Urgent action needed to stop W Africa famine – TEAR Fund, New Zealand


EAR Fund, along with other concerned New Zealand Humanitarian agencies, is urging the New Zealand Government to take early action on the unfolding food crisis the West Africa’s Sahel region which could see seven to 10 million people starving within a matter of months.

TEAR Fund executive director Steve Tollestrup said, “We have seen in the Horn of Africa what can happen when international donors and governments ignore the early-warning signs of impending famines.

The Sahel is a chance to redeem ourselves and not allow innocent people to die needlessly and suffer the hard lessons learnt in the Horn of Africa.”

He said, “To act now will not only save lives, but reduce the cost of meeting the needs of those struggling to feed themselves.

If we acted early in the Horn of Africa, the cost of the emergency would have been in the region of US$500m. Instead, the cost escalated to be more than US$2.4bn.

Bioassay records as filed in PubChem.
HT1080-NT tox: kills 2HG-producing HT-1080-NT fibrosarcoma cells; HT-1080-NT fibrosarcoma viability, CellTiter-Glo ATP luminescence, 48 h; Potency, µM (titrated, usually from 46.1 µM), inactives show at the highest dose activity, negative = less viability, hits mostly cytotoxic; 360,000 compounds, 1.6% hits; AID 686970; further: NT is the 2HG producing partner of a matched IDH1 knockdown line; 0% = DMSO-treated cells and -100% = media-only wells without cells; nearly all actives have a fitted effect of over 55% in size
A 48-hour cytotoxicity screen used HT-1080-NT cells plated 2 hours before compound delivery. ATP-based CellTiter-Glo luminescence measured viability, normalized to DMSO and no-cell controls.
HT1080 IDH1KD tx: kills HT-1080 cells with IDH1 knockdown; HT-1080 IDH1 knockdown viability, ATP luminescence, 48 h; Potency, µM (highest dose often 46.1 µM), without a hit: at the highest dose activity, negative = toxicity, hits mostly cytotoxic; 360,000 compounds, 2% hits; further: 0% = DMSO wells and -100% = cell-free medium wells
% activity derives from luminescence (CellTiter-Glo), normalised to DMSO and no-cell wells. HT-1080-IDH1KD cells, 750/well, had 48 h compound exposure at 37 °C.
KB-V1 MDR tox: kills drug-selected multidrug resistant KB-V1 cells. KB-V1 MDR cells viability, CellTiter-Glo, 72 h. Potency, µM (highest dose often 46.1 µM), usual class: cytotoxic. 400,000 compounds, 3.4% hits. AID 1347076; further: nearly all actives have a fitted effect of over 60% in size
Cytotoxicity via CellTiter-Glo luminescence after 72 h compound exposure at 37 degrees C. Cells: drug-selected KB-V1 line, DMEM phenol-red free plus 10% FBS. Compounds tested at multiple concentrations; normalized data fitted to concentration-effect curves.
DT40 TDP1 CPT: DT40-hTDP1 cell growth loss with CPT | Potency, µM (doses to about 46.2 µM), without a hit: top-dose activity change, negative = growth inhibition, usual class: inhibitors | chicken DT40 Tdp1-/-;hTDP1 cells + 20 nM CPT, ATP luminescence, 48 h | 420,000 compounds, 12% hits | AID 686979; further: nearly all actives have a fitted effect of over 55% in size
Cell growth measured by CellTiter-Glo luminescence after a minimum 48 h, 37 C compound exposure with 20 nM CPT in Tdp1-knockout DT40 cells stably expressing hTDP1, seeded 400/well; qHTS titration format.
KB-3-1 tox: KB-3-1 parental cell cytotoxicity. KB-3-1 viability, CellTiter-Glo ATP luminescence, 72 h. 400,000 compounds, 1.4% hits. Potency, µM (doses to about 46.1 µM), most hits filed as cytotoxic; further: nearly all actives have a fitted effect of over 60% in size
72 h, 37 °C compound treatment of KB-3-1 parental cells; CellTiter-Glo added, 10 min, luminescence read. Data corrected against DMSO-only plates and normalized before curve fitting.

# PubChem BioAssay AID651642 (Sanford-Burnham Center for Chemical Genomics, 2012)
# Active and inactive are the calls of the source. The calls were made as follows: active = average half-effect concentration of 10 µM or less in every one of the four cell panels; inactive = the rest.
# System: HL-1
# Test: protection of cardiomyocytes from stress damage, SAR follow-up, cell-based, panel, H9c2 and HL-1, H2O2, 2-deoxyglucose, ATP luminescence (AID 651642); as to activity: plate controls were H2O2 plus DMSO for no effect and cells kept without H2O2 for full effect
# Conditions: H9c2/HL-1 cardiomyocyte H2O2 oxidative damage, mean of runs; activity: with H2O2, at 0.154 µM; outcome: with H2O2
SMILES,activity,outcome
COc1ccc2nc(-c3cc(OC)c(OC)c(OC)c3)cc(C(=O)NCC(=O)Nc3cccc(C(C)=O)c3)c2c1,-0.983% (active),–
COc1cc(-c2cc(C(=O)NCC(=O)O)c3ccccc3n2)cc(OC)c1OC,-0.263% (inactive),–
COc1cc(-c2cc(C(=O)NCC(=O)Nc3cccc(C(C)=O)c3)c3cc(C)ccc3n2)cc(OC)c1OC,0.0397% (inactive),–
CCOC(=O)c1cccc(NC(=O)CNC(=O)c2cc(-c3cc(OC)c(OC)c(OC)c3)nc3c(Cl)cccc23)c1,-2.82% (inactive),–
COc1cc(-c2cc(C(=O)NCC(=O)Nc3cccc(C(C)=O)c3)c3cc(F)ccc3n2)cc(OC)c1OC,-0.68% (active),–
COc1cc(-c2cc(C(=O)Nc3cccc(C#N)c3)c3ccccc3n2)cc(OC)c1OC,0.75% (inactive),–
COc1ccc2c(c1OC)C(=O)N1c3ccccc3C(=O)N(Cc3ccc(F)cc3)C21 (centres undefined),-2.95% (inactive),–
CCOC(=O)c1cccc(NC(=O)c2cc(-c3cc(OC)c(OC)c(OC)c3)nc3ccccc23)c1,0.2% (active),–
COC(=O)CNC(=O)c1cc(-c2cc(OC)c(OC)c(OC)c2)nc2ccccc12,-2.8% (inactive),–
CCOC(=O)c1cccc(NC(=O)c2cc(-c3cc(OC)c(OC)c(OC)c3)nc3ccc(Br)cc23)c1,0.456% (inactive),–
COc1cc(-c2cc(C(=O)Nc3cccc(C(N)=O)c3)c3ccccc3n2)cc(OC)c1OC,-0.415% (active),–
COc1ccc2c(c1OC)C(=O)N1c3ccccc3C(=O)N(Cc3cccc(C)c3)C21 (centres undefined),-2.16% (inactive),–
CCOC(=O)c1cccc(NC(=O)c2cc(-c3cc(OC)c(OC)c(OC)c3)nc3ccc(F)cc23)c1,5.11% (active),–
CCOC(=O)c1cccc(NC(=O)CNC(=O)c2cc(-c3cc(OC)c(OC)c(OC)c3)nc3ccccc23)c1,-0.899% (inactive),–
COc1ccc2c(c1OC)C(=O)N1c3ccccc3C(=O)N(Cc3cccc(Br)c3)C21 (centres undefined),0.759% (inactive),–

“The cost of preventing malnutrition in children is about US$1 per child; whereas the cost of treating a child suffering from malnutrition is US$80 per child. We simply can’t afford a repeat of the Horn of Africa. Acting early is an effective use of aid funds and something that the government and our supporters expect of us, but we need the funds now to deliver on this.”

The Sahel region stretches across West Africa along the Sahara desert and includes countries such as Niger, Nigeria, Mali, Burkino Faso and Chad.

TEAR Fund is supporting food relief projects in Niger where it has been working with Nomadic herdsmen and their families but much more is needed. The people of Niger are highly vulnerable having suffered a famine in 2005 and severe drought in 2010 from which they haven’t recovered. There is a high level of underlying child malnutrition already and the situation has not reached its peak yet, said Mr Tollestrup. “We, therefore, call on our government to consider funding humanitarian programmes attempting to address food insecurity before the Sahel becomes another casualty of inaction.”

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